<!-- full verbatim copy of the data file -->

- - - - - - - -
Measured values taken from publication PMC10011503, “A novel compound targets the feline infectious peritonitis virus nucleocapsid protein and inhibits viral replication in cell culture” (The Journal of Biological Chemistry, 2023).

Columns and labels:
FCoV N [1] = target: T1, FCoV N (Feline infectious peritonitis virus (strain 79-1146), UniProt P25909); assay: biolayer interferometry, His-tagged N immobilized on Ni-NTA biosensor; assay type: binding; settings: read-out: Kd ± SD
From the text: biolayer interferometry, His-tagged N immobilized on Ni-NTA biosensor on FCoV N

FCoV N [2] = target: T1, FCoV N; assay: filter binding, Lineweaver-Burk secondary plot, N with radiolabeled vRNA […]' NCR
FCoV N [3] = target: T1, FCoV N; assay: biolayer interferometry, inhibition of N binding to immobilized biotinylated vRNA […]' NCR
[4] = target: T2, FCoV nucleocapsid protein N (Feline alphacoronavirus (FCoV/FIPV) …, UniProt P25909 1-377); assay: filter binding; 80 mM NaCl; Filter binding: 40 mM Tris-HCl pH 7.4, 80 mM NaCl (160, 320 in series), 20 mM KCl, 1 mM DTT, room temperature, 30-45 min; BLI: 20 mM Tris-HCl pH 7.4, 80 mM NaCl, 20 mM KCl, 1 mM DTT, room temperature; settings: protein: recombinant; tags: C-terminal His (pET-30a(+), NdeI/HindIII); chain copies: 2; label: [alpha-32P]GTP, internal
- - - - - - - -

Measured values taken from publication PMC10011503, “A novel compound targets the feline infectious peritonitis virus nucleocapsid protein and inhibits viral replication in cell culture” (The Journal of Biological Chemistry, 2023).

Columns and labels:
FCoV N [1] = target: T1, FCoV N (Feline infectious peritonitis virus (strain 79-1146), UniProt P25909); assay: biolayer interferometry, His-tagged N immobilized on Ni-NTA biosensor; assay type: binding; settings: read-out: Kd ± SD
From the text: biolayer interferometry, His-tagged N immobilized on Ni-NTA biosensor on FCoV N

FCoV N [2] = target: T1, FCoV N; assay: filter binding, Lineweaver-Burk secondary plot, N with radiolabeled vRNA […]' NCR
FCoV N [3] = target: T1, FCoV N; assay: biolayer interferometry, inhibition of N binding to immobilized biotinylated vRNA […]' NCR
[4] = target: T2, FCoV nucleocapsid protein N (Feline alphacoronavirus (FCoV/FIPV) …, UniProt P25909 1-377); assay: filter binding; 80 mM NaCl; Filter binding: 40 mM Tris-HCl pH 7.4, 80 mM NaCl (160, 320 in series), 20 mM KCl, 1 mM DTT, room temperature, 30-45 min; BLI: 20 mM Tris-HCl pH 7.4, 80 mM NaCl, 20 mM KCl, 1 mM DTT, room temperature; settings: protein: recombinant; tags: C-terminal His (pET-30a(+), NdeI/HindIII); chain copies: 2; label: [alpha-32P]GTP, internal